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Massachusetts State Standards

Massachusetts has the most comprehensive inclusion of design and technology of all the states covered by DITC. Design and technology is closely related to many different areas of study and is therefore incorporated into many other subjects, especially math and science.

The Engineering Design Process (Figure 1) serves a guide to successfully complete a design project. DITC contains an abundance of information relevant to each step that can aid you in putting them into practice.

Step 1 - Identify the Need or Problem: Design Briefs are a great way to introduce the task, and explain the criteria and constraints without revealing exactly how the product is to be made.
Step 2 – Research the need or problem: One method of researching the need or problem is to do a Product History of what they are designing. This gets the students personally invested in the product and reveals the evolution of changes that have been made to the product.
Step 3 – Develop possible solutions: Brainstorming different Design Strategies and Identifying Key Variables is an integral part of Informed Designing.
Step 4 – Select the Best Possible Solution: As the class is allowed to mess about and identify different Design Rules-of-Thumb, the students will be equipped to make reasonable choices in selecting possible solutions.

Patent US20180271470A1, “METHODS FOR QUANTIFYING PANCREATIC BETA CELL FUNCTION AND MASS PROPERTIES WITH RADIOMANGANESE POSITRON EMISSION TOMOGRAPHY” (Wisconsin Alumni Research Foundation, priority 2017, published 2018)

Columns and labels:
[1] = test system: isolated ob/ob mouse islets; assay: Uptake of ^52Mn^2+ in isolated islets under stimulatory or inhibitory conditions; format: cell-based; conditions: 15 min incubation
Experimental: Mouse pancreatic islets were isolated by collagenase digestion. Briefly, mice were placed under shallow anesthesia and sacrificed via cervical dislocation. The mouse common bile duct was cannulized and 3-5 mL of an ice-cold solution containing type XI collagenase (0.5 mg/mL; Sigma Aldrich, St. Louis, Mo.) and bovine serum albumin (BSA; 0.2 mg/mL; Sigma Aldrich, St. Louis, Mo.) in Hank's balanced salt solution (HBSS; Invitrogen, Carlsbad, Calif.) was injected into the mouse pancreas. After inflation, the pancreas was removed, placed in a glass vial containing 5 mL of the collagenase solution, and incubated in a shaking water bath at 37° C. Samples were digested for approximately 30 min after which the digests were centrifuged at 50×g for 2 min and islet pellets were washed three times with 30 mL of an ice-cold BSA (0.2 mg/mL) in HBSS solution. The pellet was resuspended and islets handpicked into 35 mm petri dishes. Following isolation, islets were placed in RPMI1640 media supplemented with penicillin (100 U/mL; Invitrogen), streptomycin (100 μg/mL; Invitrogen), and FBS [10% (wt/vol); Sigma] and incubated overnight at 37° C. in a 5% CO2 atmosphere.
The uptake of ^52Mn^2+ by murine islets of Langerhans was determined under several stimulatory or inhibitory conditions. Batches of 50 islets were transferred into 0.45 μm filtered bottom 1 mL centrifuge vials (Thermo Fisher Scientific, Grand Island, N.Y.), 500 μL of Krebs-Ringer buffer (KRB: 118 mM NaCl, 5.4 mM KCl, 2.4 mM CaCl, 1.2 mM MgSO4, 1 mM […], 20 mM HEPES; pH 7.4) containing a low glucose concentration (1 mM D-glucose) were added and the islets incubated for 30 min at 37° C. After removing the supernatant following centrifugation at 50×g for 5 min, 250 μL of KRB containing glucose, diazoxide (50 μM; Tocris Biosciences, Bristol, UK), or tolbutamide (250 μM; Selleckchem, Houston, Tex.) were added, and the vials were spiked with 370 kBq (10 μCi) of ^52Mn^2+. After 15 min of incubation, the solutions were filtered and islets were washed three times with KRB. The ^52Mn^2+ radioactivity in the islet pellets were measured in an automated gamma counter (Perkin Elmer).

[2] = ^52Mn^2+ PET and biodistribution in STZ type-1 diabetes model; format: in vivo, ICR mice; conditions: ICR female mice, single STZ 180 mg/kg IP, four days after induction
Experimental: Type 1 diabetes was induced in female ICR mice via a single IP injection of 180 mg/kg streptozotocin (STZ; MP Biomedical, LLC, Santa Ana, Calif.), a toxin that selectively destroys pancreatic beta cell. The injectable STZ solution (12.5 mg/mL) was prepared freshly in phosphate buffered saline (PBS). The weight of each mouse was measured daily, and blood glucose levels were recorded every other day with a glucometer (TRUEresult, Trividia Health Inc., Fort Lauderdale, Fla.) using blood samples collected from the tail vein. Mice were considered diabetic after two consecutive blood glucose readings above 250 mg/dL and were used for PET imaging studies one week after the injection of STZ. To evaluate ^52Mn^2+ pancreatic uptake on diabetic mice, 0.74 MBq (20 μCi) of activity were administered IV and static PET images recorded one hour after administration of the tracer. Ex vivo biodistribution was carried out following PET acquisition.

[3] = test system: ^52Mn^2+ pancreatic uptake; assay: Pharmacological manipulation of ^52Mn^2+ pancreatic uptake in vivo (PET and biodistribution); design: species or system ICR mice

Step 5 – Construct a Prototype: Prototyping is key to avoid pitfalls associated with Naive Design Strategies, and Phil Sadler explains its importance in What Makes a Good Design Challenge?
Step 6 – Evaluate and Test the Solution(s): Iterative trials of Fair-Test Experiments is helpful in developing and testing possible solutions – check out the Activity Chooser Chart to compare the speed of iteration between different activities.
Step 7 – Communicate the Solution(s): Gallery Walks and working in groups give students many opportunities to share their solutions and learn from each other.
Step 8 – Redesign: Learning from their own and other students’ mistakes/successes, the circular nature of this design model brings the students back to redesign and perform the steps again, equipped with a better understanding of the task. DITC includes many other Design Models that you may find helpful.

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